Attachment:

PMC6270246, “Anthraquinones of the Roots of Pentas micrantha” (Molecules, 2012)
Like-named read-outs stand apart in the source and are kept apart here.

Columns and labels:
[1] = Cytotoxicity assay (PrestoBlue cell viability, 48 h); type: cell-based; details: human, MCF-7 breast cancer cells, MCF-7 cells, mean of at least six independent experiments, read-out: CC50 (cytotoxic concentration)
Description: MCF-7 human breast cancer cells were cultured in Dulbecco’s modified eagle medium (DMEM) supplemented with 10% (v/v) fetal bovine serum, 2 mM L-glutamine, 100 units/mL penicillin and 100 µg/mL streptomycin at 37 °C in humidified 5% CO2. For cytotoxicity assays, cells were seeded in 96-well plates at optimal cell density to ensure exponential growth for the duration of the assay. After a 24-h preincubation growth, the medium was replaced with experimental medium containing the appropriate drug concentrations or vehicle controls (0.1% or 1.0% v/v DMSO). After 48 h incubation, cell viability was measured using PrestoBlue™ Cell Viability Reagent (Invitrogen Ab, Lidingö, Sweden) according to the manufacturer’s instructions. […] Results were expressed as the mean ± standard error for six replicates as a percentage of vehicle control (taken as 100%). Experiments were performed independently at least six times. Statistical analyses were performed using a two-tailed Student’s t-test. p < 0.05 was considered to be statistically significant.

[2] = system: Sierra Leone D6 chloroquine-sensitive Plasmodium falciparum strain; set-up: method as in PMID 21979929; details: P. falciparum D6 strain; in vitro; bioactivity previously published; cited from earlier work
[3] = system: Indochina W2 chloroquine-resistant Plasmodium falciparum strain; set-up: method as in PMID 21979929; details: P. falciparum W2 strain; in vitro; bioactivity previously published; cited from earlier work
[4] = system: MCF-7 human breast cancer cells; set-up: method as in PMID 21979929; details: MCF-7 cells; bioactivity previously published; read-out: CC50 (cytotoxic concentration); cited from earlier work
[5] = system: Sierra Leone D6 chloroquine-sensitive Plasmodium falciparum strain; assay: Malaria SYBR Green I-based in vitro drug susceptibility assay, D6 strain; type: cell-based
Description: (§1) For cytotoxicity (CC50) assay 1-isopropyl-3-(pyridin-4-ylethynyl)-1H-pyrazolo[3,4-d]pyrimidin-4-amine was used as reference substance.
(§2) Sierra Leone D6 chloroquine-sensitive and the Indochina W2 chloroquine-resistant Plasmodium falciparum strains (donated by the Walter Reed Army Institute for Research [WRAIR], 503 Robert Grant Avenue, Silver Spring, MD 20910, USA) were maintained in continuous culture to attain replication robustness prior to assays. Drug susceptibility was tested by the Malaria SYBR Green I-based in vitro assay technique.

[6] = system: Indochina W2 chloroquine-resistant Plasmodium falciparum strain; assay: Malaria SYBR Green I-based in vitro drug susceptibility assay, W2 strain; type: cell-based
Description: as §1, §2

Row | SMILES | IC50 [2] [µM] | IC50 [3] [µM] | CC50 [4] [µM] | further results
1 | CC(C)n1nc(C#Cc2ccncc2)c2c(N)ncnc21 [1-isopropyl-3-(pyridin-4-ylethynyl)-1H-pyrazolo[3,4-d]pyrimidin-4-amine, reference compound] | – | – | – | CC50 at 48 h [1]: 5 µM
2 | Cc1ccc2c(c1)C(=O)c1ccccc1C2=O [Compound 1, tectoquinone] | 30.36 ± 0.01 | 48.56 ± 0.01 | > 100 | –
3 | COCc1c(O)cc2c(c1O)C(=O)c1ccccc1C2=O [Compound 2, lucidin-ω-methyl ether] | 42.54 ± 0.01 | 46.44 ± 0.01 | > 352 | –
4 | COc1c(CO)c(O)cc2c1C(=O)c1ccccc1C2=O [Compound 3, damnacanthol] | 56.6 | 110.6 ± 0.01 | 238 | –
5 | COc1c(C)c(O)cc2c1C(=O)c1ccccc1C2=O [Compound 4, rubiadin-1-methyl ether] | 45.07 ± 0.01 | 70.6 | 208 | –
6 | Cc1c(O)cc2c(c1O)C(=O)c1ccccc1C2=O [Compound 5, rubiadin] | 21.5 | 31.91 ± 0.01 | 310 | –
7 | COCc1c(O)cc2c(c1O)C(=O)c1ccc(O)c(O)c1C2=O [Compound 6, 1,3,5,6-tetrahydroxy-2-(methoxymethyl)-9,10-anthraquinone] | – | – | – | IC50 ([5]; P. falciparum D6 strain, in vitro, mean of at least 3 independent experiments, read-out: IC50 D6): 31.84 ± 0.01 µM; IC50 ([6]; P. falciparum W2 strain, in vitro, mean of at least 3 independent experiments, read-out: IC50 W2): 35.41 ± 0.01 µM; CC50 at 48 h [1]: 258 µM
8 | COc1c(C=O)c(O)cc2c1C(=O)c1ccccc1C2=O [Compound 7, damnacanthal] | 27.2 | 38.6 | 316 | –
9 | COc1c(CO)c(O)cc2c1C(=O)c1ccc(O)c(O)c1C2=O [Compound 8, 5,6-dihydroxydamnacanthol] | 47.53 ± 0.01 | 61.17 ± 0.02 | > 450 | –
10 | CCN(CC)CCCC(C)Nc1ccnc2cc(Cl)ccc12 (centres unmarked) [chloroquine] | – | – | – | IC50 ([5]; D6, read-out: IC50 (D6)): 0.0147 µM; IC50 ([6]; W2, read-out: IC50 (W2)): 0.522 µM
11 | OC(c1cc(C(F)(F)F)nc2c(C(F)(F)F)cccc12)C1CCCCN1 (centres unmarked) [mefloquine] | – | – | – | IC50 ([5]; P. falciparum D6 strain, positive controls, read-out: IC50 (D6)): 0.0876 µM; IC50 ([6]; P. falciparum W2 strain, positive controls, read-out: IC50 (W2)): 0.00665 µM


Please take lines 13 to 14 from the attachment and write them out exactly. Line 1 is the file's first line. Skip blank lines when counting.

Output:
Description: as §1, §2

Row | SMILES | IC50 [2] [µM] | IC50 [3] [µM] | CC50 [4] [µM] | further results